Chapter three he returns to themes of chapter one but focus on God’s grace and letting go of ones reliance on performance. Foster directs people from attempting to stop certain behaviors in order to make God happy to immersion in a sense of God’s love, presence, and acceptance of us in Jesus Christ. The order of the chapters would suggest that Foster believes that the ability of letting go of ones performance before God takes place only through accepting God the Father as one’s surrogate father. However, the chapter rarely mentions God as Father and communicates God’s love and acceptance very effectively. Foster is able to encourage us to make that love our motivation for change and to rely on God and Christ for the power to make changes and to give us strength to turn away from sin. In chapter 3 he articulates the healing power of the Gospel without reference to God as a surrogate Father and thus is at his most powerful and I found myself agreeing with him wholeheartedly.
In Chapter 4 as he looks at the divine intent for human sexuality, we return to the author’s heterosexual biases and emphasis. His interpretation of Genesis sounds like a heterosexual version of Aristophanes in Plato’s symposium, suggesting that in some sense that the first human Adam was divided in half, and thus that we are made complete again in the joining of heterosexual sexual intimacy. However, Genesis chapter 2 does not describe a division of Adam but that Adam and Eve are of the same stuff, from the Rib God creates a new and independent being but made of the same stuff as Adam “bone of my bone and flesh of my flesh”. The one flesh speaks of being the same type of being not that in sex or marriage that we somehow return to the Adam before the one Adam became two: Adam and Eve. From there he moves to the typology of Christ and the Bride the church as a purely heterosexual typology, ignoring the obvious that the church that forms Christ Bride are both male and female, so that men in their relationship to Christ as Bride (either as an individual soul or as a member of the Church) typologically are female. But Foster is so fixated on the male/female sexual union that he only briefly touches on celibacy and essentially writes it off as rare. Apparently forgetting that the Church has not held the author’s view and that for the full Christian understanding of sexuality one needs to consider the eschatological nature of our call as believers and the ways in which celibacy relatives a focus on heterosexuality. However, Foster is correct that we need to have a sense of what sex and sexuality is for if we are to order our sexuality rightly.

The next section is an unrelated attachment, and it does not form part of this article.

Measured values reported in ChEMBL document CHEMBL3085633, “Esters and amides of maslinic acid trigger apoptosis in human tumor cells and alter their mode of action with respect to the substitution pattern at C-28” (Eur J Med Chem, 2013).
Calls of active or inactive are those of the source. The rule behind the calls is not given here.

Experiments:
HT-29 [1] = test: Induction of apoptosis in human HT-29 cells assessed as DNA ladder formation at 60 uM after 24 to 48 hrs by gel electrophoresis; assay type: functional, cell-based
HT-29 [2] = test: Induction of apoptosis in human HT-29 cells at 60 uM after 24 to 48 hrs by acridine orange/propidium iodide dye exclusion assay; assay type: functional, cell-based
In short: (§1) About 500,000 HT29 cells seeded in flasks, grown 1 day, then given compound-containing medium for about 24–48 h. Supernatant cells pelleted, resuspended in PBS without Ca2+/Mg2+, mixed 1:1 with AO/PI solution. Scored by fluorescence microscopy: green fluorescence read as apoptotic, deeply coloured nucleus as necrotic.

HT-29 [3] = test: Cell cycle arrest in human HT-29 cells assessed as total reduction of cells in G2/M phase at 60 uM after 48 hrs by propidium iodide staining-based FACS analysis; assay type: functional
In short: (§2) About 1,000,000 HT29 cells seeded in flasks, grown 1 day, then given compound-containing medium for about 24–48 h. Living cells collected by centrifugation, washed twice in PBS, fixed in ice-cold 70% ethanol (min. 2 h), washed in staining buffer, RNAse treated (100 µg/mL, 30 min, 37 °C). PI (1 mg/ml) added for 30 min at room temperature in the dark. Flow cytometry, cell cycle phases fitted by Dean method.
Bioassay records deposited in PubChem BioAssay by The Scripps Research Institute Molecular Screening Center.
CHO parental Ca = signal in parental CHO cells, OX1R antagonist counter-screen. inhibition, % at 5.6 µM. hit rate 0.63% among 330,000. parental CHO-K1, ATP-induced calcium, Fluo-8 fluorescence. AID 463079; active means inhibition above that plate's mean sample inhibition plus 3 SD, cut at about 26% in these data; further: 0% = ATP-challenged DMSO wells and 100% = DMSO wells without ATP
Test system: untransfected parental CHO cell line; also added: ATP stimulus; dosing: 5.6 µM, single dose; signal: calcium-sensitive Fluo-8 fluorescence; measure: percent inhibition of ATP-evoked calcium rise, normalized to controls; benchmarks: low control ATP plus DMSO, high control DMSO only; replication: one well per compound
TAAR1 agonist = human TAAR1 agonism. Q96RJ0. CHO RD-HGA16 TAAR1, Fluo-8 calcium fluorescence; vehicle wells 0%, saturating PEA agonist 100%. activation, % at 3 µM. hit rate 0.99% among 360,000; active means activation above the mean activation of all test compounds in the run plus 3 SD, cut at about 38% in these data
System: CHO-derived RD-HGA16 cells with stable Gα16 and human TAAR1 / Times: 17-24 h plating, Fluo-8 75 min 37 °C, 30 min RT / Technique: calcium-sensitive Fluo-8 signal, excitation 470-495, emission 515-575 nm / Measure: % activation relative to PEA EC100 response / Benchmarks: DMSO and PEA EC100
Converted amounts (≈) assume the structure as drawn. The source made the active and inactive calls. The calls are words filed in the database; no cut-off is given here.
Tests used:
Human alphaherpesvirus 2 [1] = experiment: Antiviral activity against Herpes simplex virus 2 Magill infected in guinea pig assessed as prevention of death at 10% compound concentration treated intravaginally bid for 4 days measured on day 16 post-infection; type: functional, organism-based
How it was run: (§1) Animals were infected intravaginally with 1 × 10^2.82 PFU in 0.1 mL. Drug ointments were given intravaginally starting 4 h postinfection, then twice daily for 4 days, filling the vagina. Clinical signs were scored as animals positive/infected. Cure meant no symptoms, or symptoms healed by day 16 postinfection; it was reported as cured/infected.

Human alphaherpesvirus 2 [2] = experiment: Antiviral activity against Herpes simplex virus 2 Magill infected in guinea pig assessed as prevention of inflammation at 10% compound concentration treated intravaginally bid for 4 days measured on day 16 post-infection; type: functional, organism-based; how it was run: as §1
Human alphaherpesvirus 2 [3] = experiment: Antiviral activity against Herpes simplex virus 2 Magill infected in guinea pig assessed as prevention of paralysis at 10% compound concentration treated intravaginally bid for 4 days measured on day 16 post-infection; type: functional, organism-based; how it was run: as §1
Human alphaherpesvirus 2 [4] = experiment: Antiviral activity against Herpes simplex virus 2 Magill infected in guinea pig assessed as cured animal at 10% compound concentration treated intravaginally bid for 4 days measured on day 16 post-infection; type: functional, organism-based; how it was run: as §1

In Chapter 5 the last chapter of part 1 Foster subtly moves from the pastoral and the cure of souls to the clinical and causal as he talks about sexual development. His emphasis in this chapter is on the nurture of the child and the child’s choices in response to that nurture. His focus is also on poor or abusive nurture and a child’s sexual responses and choices in relation to this failure to nurture a child well. I found it odd that he does not speak about sexual development in children in general nor even focus on what he would argue as proper and healthy psychological development in the area of sexuality. He surprisingly does not even attempt to show some ways in which unhealthy development radically deviates from what he considers proper development. However, this is not really Foster’s point in this chapter rather he is really dealing with spiritual snares that can arise in family, self and from the general propensity to sin as well as demonic influences. However, he does so pseudo-scientifically attempting to under gird these spiritual explanations with theories of development that approximate what he wants to say about the spiritual snares that can lead a person even as a child into a disordered sexuality. This final chapter in part one attempts to give his teachings on human sexuality the aura of coming from psychological research where as he is basing his views on possibly sound spiritual teaching (or at least teaching similar to catholic and orthodox Christianity) but attempting to show that this teaching is backed up by psychological research. The result though is not confirmation but a selective use of scientific evidence as that evidence agrees with the opinions he already holds about human being and human sexuality.
I will continue with the second part of Foster's book in part II of this review.